Saliva tests for detecting antiâ€“hepatitis C antibodies may not be as effective in patients who also have an HIV infection.
This article was originally published on the Specialty Pharmacy Times website.
Although simple and convenient, saliva tests for hepatitis C infection may not be the best option for determining infection status, particularly in patients who may have a concurrent HIV infection.
According to the results of a study appearing in the July 2013 edition of Journal of Clinical Virology, the tests are a passable option for screening at-risk populations for the virus; however, the increased chance for a false-negative result when a patient also has an HIV infection severely limits the tests’ efficacy.
“Hepatitis C oral fluid antibody detection methods have great compliance levels, low cost, and authorize sampling in any place, without highly qualified personnel,” the authors noted. “Yet, HCV antibodies saliva detection methods present insufficient performances for the general population … The relative lack of sensitivity in the HIV infected population found in the present work is, however, a serious limitation as many HIV-infected persons are also HCV infected.”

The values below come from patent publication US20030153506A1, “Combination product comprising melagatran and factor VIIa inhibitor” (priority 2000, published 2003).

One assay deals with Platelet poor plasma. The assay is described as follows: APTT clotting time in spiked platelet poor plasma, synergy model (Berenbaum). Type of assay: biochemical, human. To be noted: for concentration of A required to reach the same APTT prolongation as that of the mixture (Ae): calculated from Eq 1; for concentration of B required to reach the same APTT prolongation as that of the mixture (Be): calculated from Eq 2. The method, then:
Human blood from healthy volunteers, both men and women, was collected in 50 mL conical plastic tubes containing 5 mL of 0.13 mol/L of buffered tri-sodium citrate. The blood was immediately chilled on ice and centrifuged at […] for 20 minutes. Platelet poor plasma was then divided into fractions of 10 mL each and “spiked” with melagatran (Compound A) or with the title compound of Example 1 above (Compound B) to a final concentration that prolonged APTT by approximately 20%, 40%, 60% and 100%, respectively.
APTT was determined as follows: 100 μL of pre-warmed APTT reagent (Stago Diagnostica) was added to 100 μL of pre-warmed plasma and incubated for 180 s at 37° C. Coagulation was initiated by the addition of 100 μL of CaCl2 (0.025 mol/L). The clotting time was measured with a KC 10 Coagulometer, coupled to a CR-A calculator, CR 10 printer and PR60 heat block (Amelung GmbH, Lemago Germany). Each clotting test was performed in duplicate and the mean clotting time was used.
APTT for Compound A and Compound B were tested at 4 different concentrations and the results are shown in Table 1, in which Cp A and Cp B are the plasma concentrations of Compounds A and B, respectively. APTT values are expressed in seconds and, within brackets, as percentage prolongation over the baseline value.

The researchers used a modified serological assay protocol and compared the results to participants’ HIV serological status, CD4 cell counts, HIV viral loads, and HCV replication status. Researchers included 30 patients with HCV but not HIV, 28 patients without HIV or HCV, 30 patients with both HCV and HIV, and 30 patients with HIV but without HCV. Researchers used the Salivette kit, a saliva testing kit manufactured by Sarstedt LTD, to obtain saliva samples.
In the HIV-negative groups of participants, the anti-HCV antibody tests had 90% and 100% sensitivity and specificity. In participants with an HIV infection, the tests registered 93% specificity, and 73% sensitivity.
“A recent study on HCV rapid screening assays presented also [sic] higher rates of false-negative results on HIV-positive patients,” the authors noted. “This decreased sensitivity in HIV-infected patients could be linked to a lower concentration of HCV-antibody oral fluids when compared to a non—HIV-infected control population … The observed sharp drop from 90 to 73.3% of salivary testing sensitivity in the HIV population is in accordance with the 2 previous observations.”
Click here to access the full-text version of this article on the Specialty Pharmacy Times website.